Gyaneshwari 15

Gyaneshwari -Sant Gyaneshwar


Despondency of Arjuna

17. And the king of Kashi, the great bowman and Sikhandi, the great warrior Dhrishtadyumna and Virata and unvanquished Satyaki,

18. And Drupada and Draupadi’s sons from all sides, O king, and the mighty-armed son of Subhadra blew the conches separately.

19. That noise pierced the hearts of Dhritarashtra’s sons, resounding tumultuously throughout the heavens and earth. Many kings who had gathered there, Drupada son of Draupadi, the mighty-armed king of Kashi, Arjuna’s son, invincible Satyaki, prince Dhrishtadyumna and Shikhandi, as also great kings like Virata and other chief captains blew their conches. Hearing that strident sound both Shesha and the tortoise thought of throwing off the burden of earth they carried. Then all the three worlds began to rock, Meru and Mandara mountains began to reel and the waters of the seas surged upwards to mount Kailasa (151-155).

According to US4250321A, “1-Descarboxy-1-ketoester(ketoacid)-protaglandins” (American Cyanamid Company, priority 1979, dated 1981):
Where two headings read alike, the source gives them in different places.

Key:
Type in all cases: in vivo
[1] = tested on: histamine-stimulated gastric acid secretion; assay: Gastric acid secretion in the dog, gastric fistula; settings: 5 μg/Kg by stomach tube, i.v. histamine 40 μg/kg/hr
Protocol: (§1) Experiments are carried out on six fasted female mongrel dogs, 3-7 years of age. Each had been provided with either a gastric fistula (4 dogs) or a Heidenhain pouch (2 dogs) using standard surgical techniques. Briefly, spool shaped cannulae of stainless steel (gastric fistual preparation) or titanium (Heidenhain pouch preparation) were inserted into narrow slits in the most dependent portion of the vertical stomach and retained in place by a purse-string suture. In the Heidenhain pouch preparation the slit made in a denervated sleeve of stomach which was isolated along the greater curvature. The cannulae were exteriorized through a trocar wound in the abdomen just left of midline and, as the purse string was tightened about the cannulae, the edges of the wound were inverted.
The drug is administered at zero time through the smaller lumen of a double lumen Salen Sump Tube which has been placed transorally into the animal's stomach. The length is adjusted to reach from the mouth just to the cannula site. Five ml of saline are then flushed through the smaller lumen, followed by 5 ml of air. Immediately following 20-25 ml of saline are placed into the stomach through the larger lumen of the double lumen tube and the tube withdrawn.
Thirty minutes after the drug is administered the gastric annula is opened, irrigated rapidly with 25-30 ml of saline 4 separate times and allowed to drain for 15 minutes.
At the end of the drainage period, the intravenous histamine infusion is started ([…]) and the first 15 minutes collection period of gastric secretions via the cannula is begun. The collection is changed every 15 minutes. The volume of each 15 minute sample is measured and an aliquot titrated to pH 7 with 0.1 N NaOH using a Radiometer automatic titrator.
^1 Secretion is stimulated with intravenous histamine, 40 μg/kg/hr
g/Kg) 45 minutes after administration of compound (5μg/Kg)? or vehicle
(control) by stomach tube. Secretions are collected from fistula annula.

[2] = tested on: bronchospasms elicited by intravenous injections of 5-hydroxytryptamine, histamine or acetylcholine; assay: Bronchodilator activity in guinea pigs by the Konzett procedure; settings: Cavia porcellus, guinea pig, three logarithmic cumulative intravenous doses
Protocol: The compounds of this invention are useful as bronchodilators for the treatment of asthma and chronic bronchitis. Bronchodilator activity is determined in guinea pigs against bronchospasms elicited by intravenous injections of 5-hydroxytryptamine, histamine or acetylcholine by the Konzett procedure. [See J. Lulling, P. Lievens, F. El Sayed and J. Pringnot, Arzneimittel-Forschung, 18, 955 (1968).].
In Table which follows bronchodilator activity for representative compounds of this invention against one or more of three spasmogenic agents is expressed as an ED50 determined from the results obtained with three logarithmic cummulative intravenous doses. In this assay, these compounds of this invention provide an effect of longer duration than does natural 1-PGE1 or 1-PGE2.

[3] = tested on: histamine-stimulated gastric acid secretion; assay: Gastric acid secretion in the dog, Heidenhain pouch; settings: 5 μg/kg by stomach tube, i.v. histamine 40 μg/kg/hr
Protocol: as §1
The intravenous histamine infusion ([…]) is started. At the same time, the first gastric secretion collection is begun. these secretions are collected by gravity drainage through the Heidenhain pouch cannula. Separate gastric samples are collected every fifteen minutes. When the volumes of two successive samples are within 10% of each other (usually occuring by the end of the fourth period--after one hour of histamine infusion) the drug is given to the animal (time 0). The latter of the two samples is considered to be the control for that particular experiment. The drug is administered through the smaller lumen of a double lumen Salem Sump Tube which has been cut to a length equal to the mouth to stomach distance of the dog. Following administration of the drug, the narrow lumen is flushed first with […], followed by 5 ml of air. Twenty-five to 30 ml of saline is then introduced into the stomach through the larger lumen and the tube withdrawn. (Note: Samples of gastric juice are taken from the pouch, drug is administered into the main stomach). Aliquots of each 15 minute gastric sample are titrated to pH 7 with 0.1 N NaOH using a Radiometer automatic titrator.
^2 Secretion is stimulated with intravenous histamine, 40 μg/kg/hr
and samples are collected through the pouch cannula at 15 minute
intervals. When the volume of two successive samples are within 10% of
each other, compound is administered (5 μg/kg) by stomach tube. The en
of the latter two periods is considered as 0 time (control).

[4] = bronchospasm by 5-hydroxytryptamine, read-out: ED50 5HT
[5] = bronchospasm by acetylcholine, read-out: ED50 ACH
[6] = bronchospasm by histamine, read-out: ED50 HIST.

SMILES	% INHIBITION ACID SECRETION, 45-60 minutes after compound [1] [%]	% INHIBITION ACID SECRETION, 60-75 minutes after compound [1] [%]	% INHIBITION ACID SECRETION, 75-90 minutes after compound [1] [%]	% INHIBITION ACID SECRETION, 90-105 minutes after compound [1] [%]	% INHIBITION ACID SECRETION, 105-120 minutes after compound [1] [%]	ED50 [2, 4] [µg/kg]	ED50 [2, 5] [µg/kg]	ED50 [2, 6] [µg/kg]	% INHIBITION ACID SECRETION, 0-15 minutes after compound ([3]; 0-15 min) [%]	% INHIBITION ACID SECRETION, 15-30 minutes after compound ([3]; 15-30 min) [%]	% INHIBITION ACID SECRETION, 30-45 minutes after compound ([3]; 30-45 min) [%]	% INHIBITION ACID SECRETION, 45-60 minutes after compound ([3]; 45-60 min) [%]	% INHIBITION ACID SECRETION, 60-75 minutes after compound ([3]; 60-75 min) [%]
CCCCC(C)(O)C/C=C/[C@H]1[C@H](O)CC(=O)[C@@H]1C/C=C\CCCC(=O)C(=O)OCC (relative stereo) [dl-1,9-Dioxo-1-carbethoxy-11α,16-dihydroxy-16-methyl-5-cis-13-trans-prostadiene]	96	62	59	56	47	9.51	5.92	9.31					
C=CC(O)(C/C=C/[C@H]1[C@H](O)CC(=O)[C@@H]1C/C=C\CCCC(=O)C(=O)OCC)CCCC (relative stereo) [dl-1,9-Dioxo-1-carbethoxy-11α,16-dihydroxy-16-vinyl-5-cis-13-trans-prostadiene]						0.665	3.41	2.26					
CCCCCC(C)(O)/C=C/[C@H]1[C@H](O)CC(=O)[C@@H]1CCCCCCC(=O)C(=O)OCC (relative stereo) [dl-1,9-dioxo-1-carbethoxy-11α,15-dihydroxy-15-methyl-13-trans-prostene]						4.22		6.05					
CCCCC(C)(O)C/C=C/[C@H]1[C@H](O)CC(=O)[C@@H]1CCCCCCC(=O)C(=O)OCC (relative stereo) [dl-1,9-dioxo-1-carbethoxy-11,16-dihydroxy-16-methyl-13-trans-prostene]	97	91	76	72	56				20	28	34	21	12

It seemed as if the earth would tumble down, the sky would shake and the stars would come down in a scatter. Then there was a clammer in Satyaloka that the earth was sinking and gods would be without support. The sun stood still in daytime, and as if the dissolution had come, there was weeping and wailing in all the three worlds. Astonished by this, Lord Krishna feared that the world would come to an end and so he put a stop to that strange tumult. By this the world was saved, else its end had arrived, when Krishna and others started blowing their big conches (156-160).

Although the noise subsided, but its echo, which still lingered, routed the whole army of the Kauravas. As a lion tears a herd of elephants with ease, so the sound of the conches rent the hearts of the Kauravas. When they heard this sound, they readily lost courage and cautioned one another to remain alert and watchful.